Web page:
Curator, Canadian Museum of Nature
Show me your dream house and I'll show you the unbelievable homes of diatoms. Where did we go wrong?
Paul B. Hamilton received his M.Sc in Freshwater Aquatic Biology from Waterloo University of Ontario in 1983 and undergraduate degree in biology from the University of Western Ontario. His thesis research was on watershed dynamics, primary productivity and energy transport. Paul has worked at the Universities of Guelph and Waterloo on the impacts of pesticides and acid rain on aquatic environments respectively, before moving to the Canadian Museum of Nature in 1984. At the museum Paul has conducted taxonomic and ecological studies across Canada, the United States, Mexico and Indonesia. Paul is the present curator of CANA (the National Phycology Collection of Canada) which holds more than 81,000 samples.
Current research projects include: climate change, water quality and microscopic life in the high Arctic; water quality and microscopic life in lakes and ponds from Florida to Ellesmere Island, North America; biodiversity, speciation and endemism studies in ancient lakes from Sulawesi, Indonesia; regional water quality and biodiversity studies on selected rivers across Quebec and Ontario, Canada; Impact of controlled nutrient enrichment on the primary producers of Kootenay Lake, British Columbia, Canada; the study of anthropogenic disturbances on lakes adjacent to urban centers, Oak Ridge Moraine, Ontario, Canada; the impact of organic contaminants and mercury on aquatic systems in northern Canada.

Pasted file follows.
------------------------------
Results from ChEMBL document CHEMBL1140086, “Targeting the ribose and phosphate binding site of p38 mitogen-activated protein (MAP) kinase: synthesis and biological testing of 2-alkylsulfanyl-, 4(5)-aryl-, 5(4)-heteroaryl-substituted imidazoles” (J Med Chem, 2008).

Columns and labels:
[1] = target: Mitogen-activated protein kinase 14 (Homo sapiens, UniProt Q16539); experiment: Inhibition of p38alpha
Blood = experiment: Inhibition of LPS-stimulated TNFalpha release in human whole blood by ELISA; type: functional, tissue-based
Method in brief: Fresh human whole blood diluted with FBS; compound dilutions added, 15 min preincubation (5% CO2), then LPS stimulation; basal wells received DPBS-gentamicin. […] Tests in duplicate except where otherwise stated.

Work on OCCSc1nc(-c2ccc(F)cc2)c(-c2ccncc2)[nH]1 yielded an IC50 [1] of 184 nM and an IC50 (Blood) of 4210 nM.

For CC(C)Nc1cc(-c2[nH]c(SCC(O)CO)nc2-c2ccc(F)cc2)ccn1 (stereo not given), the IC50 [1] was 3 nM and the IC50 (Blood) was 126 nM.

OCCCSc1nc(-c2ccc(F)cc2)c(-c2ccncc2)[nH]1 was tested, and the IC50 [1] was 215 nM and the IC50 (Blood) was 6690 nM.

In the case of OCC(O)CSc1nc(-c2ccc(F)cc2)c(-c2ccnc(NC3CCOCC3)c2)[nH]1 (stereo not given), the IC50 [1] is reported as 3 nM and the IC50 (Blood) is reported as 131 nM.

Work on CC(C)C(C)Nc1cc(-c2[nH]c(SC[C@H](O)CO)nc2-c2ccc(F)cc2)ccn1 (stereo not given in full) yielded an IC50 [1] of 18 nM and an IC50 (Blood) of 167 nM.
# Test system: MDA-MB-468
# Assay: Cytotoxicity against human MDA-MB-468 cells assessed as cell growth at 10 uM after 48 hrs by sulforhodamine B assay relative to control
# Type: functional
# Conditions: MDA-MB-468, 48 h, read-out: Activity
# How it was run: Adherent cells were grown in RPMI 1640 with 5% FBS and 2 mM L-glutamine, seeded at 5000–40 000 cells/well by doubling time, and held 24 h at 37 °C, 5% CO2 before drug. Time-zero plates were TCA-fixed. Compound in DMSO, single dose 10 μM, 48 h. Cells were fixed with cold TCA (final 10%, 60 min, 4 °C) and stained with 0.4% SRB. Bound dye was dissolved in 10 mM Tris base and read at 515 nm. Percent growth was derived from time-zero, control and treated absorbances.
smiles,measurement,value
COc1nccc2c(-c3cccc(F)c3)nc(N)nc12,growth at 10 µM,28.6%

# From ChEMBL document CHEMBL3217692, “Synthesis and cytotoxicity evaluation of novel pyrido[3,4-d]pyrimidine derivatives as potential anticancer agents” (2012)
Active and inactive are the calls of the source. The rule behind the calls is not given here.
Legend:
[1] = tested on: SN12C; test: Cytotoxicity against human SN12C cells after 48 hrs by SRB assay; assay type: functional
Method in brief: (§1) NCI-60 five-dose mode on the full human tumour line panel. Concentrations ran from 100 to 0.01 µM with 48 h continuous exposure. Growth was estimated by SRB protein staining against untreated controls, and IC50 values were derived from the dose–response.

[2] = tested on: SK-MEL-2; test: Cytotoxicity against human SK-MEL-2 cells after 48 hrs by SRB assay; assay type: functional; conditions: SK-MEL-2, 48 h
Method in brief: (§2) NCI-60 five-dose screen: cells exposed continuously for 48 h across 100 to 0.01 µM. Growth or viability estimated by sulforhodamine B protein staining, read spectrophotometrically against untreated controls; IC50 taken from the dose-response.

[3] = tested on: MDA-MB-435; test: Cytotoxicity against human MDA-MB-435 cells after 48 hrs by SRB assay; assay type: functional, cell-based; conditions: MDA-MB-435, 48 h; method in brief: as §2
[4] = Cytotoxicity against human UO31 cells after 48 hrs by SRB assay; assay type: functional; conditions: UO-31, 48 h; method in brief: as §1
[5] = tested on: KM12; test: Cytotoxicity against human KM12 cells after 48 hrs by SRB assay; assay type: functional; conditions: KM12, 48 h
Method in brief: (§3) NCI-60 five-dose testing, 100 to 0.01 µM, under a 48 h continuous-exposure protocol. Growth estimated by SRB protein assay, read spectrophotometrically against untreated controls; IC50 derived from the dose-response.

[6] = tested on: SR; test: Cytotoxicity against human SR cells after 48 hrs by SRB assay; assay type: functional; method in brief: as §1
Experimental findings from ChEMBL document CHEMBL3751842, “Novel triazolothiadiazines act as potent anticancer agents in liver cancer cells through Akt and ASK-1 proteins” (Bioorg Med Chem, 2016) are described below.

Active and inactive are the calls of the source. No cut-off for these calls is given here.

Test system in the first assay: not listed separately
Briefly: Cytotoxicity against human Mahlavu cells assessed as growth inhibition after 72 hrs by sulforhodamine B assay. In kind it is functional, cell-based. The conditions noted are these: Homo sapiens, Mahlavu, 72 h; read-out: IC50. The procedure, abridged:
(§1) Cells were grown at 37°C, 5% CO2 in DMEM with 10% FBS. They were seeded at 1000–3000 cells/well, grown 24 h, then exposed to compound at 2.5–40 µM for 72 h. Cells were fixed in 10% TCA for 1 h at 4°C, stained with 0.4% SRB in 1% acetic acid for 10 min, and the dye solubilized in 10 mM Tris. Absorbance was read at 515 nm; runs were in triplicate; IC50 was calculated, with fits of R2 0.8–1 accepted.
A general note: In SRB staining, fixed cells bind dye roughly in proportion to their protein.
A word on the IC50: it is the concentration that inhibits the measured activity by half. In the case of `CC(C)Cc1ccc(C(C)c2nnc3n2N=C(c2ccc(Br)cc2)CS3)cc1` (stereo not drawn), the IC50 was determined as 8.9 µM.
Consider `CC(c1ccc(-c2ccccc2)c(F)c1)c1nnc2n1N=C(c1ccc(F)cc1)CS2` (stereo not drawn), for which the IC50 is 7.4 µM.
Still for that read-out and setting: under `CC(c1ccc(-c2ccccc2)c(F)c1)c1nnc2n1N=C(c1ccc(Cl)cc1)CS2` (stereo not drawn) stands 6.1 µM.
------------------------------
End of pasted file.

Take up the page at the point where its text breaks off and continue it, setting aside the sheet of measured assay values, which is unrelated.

Paul has personal interests in history, natural history, and a special love of solo canoeing and kayaking. Through his scientific journal he has authored or coauthored the description of 27 new species and two new genera, coauthored 3 books on diatom taxonomy and ecology, and published 83 reviewed scientific papers, and 37 technical reports and popular articles.